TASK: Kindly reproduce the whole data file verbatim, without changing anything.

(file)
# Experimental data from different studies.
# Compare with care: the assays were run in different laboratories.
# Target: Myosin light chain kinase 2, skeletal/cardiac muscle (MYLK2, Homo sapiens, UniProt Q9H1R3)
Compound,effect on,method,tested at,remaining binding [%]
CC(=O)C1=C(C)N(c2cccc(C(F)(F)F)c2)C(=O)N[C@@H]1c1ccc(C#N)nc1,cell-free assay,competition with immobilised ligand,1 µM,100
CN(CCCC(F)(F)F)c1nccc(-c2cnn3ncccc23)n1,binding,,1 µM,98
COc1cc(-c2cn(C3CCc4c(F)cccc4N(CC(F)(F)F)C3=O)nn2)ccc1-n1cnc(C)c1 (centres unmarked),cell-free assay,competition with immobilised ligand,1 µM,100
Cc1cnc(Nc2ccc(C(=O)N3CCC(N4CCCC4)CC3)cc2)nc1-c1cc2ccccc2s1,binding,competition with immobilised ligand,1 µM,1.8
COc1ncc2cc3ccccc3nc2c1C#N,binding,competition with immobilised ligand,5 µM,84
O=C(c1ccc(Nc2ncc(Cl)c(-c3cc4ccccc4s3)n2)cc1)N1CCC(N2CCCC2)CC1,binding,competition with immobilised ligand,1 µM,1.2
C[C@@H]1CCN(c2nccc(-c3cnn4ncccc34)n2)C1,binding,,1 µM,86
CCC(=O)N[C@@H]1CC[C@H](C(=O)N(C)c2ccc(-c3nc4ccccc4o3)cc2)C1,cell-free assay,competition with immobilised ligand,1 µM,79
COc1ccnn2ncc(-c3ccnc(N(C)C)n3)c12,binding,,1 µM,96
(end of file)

# Experimental data from different studies.
# Compare with care: the assays were run in different laboratories.
# Target: Myosin light chain kinase 2, skeletal/cardiac muscle (MYLK2, Homo sapiens, UniProt Q9H1R3)
Compound,effect on,method,tested at,remaining binding [%]
CC(=O)C1=C(C)N(c2cccc(C(F)(F)F)c2)C(=O)N[C@@H]1c1ccc(C#N)nc1,cell-free assay,competition with immobilised ligand,1 µM,100
CN(CCCC(F)(F)F)c1nccc(-c2cnn3ncccc23)n1,binding,,1 µM,98
COc1cc(-c2cn(C3CCc4c(F)cccc4N(CC(F)(F)F)C3=O)nn2)ccc1-n1cnc(C)c1 (centres unmarked),cell-free assay,competition with immobilised ligand,1 µM,100
Cc1cnc(Nc2ccc(C(=O)N3CCC(N4CCCC4)CC3)cc2)nc1-c1cc2ccccc2s1,binding,competition with immobilised ligand,1 µM,1.8
COc1ncc2cc3ccccc3nc2c1C#N,binding,competition with immobilised ligand,5 µM,84
O=C(c1ccc(Nc2ncc(Cl)c(-c3cc4ccccc4s3)n2)cc1)N1CCC(N2CCCC2)CC1,binding,competition with immobilised ligand,1 µM,1.2
C[C@@H]1CCN(c2nccc(-c3cnn4ncccc34)n2)C1,binding,,1 µM,86
CCC(=O)N[C@@H]1CC[C@H](C(=O)N(C)c2ccc(-c3nc4ccccc4o3)cc2)C1,cell-free assay,competition with immobilised ligand,1 µM,79
COc1ccnn2ncc(-c3ccnc(N(C)C)n3)c12,binding,,1 µM,96